Gatineau, QC, May 20, 2013 — "Miss Caledonia" is playing in the Studio at the National Arts Centre in Ottawa through May 25. Melody A. Johnson runs the gamut from farmer girl to beauty pageant contestant in a delightful eighty minutes.
The NAC English Theatre is closing out its season with a production in the Studio of MISS CALEDONIA, written and performed by Melody A. Johnson. Directed by Rich Roberts and Aaron Willis with musical direction and subtle violin accompaniment by Alison Porter, MISS CALEDONIA is based on the true story of Miss Johnson’s mother, Peggy Douglas. Set in the mid-50s, it chronicles Peggy’s effort to escape the drudgery of life on the farm by becoming a movie star. The first step on the journey is her attempt to win the local beauty pageant.
Miss Johnson is a very appealing performer who does justice to her material, especially in the description of Peggy’s mother luxuriating in the bathroom of a friend. (At home there’s no indoor plumbing.) Peggy refers to her mother as a “determined butcherette” during the lively activity of killing a chicken. Their school teacher boarder is described as “cardigan bound from birth” and Miss Johnson’s characterization of Reefer, the milk truck driver who gives out with various “countryisms” gave me the giggles.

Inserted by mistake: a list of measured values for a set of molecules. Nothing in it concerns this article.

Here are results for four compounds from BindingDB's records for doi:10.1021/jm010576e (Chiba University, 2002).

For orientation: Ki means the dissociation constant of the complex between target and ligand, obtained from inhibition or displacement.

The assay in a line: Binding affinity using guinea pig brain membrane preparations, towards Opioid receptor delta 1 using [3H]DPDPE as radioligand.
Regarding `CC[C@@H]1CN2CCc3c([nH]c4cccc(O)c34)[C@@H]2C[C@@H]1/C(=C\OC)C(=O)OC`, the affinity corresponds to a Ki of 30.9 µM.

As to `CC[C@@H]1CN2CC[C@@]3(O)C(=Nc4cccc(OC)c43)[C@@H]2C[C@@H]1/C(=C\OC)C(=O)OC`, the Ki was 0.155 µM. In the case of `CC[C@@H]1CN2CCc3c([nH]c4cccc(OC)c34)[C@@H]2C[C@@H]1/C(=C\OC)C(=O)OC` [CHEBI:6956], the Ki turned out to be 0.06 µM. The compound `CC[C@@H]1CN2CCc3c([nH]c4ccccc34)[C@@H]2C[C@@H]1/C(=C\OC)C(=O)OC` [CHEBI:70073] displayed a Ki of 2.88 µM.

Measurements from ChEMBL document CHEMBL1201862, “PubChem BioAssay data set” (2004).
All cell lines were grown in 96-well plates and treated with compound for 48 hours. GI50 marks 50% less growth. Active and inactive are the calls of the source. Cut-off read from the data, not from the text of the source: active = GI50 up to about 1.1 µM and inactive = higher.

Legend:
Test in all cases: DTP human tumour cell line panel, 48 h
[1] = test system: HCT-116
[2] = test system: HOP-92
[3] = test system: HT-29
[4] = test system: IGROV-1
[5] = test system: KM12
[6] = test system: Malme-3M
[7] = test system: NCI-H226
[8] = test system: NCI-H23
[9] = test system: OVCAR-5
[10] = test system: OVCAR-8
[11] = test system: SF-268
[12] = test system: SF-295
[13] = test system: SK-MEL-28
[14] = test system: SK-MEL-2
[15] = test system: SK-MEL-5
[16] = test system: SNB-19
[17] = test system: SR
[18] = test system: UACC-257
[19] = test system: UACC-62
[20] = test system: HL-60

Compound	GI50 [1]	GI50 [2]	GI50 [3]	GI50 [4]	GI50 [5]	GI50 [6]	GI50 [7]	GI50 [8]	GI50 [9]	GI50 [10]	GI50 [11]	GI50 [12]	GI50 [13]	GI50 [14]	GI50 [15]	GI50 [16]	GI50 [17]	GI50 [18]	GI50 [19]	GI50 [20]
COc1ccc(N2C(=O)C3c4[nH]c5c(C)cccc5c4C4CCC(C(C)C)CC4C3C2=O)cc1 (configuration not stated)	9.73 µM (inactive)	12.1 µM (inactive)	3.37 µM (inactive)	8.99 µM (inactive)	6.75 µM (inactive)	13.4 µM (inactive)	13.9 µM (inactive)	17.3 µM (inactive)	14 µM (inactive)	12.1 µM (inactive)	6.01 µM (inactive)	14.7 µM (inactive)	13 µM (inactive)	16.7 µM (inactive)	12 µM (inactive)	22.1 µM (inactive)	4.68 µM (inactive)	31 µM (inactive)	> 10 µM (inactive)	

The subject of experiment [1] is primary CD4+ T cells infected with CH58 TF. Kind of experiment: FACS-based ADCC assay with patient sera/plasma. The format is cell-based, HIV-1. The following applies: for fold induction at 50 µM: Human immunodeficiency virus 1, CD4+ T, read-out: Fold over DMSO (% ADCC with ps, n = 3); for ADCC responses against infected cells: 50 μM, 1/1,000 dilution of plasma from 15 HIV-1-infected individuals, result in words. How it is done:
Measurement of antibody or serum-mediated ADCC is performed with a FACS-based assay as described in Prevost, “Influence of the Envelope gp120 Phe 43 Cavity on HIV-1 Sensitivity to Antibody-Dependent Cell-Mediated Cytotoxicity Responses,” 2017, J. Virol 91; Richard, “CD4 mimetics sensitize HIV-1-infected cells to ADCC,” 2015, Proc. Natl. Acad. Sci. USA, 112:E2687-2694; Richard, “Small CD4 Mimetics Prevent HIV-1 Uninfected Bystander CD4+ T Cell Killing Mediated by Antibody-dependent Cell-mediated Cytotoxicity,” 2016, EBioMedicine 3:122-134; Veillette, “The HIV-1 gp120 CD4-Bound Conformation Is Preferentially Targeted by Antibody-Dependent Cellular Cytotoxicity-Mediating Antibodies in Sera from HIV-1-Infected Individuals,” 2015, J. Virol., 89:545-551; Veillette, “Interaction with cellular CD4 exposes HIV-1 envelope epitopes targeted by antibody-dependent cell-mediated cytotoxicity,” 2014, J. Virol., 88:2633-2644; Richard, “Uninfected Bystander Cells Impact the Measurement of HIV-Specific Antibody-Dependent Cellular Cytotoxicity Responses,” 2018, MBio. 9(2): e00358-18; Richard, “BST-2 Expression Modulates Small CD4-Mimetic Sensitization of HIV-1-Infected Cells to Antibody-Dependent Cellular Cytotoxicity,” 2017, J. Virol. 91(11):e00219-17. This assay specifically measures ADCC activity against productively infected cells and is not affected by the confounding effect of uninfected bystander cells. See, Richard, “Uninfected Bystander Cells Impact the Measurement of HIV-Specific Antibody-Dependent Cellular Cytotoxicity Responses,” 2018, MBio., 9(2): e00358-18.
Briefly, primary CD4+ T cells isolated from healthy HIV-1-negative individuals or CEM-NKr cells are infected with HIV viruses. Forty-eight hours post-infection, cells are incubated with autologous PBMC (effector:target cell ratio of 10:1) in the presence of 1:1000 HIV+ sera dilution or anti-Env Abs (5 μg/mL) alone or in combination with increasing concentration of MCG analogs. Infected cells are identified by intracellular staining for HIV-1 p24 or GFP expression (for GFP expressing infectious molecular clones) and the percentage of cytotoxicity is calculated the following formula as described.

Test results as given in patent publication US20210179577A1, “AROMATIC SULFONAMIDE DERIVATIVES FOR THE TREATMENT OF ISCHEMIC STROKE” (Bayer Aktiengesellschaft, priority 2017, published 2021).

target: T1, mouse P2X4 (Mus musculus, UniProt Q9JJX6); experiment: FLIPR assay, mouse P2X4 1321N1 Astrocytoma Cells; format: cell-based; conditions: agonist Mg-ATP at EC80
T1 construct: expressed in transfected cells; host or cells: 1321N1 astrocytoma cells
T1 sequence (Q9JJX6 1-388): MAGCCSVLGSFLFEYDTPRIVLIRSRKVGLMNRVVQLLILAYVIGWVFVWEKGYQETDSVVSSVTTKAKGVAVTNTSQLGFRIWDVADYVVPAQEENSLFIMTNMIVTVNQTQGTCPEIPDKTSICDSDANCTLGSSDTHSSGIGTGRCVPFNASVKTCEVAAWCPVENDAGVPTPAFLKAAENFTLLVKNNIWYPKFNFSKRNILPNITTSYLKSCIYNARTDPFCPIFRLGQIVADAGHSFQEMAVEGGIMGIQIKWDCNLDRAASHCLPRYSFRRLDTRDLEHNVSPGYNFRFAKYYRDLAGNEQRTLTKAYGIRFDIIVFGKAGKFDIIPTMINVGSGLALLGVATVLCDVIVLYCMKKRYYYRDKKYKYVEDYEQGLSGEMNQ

Perhaps the high point of the piece is the depiction of the actual pageant which includes some of the other contestants, the MC and Peggy’s “special memory.” Her baton performance, complete with by-play with the violinist, is nothing short of outstanding.
MISS CALEDONIA provides 80 minutes of fine entertainment, both funny and poignant. If you’ve ever spent time on a farm, as I did in my childhood, no doubt the play will trigger quite a few fond memories.
On a scale of one to five the Lunkamud production of MISS CALEDONIA presented by the National Arts Centre English Theatre gets four and two-thirds Royal Canadian Mounted Police. For North Country Public Radio I’m Connie Meng.